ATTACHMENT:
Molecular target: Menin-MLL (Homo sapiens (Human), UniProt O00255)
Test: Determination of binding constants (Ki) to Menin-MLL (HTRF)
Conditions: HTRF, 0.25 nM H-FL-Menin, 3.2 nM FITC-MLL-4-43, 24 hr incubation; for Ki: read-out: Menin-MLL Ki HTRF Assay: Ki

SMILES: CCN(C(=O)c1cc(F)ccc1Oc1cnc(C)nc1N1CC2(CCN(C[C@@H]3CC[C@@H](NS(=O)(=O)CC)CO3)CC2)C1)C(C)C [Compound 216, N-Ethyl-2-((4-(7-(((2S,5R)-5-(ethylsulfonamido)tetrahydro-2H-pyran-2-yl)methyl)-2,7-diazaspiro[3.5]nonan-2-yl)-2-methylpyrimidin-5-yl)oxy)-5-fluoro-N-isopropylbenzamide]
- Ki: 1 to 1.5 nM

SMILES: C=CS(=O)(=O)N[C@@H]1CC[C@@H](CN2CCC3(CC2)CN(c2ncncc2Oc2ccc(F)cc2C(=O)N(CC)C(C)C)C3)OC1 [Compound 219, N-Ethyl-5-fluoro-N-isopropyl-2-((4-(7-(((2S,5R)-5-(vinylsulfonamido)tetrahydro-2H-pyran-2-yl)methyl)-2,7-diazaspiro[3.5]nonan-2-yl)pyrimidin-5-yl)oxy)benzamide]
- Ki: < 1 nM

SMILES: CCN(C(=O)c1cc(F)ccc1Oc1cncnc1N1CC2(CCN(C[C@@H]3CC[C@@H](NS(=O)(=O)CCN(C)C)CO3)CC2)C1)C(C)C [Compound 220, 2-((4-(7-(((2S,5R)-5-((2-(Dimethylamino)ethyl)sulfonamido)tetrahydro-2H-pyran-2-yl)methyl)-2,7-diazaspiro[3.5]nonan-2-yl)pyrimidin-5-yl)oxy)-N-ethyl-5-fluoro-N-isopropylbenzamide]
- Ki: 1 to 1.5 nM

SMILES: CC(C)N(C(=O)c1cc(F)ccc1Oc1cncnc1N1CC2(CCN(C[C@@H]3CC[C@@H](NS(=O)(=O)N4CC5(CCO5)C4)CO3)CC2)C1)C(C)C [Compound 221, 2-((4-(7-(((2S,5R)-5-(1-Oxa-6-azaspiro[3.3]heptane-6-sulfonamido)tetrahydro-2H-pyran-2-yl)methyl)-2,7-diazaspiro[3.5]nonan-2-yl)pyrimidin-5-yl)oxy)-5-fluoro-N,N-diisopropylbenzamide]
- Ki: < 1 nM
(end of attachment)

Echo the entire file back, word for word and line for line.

Molecular target: Menin-MLL (Homo sapiens (Human), UniProt O00255)
Test: Determination of binding constants (Ki) to Menin-MLL (HTRF)
Conditions: HTRF, 0.25 nM H-FL-Menin, 3.2 nM FITC-MLL-4-43, 24 hr incubation; for Ki: read-out: Menin-MLL Ki HTRF Assay: Ki

SMILES: CCN(C(=O)c1cc(F)ccc1Oc1cnc(C)nc1N1CC2(CCN(C[C@@H]3CC[C@@H](NS(=O)(=O)CC)CO3)CC2)C1)C(C)C [Compound 216, N-Ethyl-2-((4-(7-(((2S,5R)-5-(ethylsulfonamido)tetrahydro-2H-pyran-2-yl)methyl)-2,7-diazaspiro[3.5]nonan-2-yl)-2-methylpyrimidin-5-yl)oxy)-5-fluoro-N-isopropylbenzamide]
- Ki: 1 to 1.5 nM

SMILES: C=CS(=O)(=O)N[C@@H]1CC[C@@H](CN2CCC3(CC2)CN(c2ncncc2Oc2ccc(F)cc2C(=O)N(CC)C(C)C)C3)OC1 [Compound 219, N-Ethyl-5-fluoro-N-isopropyl-2-((4-(7-(((2S,5R)-5-(vinylsulfonamido)tetrahydro-2H-pyran-2-yl)methyl)-2,7-diazaspiro[3.5]nonan-2-yl)pyrimidin-5-yl)oxy)benzamide]
- Ki: < 1 nM

SMILES: CCN(C(=O)c1cc(F)ccc1Oc1cncnc1N1CC2(CCN(C[C@@H]3CC[C@@H](NS(=O)(=O)CCN(C)C)CO3)CC2)C1)C(C)C [Compound 220, 2-((4-(7-(((2S,5R)-5-((2-(Dimethylamino)ethyl)sulfonamido)tetrahydro-2H-pyran-2-yl)methyl)-2,7-diazaspiro[3.5]nonan-2-yl)pyrimidin-5-yl)oxy)-N-ethyl-5-fluoro-N-isopropylbenzamide]
- Ki: 1 to 1.5 nM

SMILES: CC(C)N(C(=O)c1cc(F)ccc1Oc1cncnc1N1CC2(CCN(C[C@@H]3CC[C@@H](NS(=O)(=O)N4CC5(CCO5)C4)CO3)CC2)C1)C(C)C [Compound 221, 2-((4-(7-(((2S,5R)-5-(1-Oxa-6-azaspiro[3.3]heptane-6-sulfonamido)tetrahydro-2H-pyran-2-yl)methyl)-2,7-diazaspiro[3.5]nonan-2-yl)pyrimidin-5-yl)oxy)-5-fluoro-N,N-diisopropylbenzamide]
- Ki: < 1 nM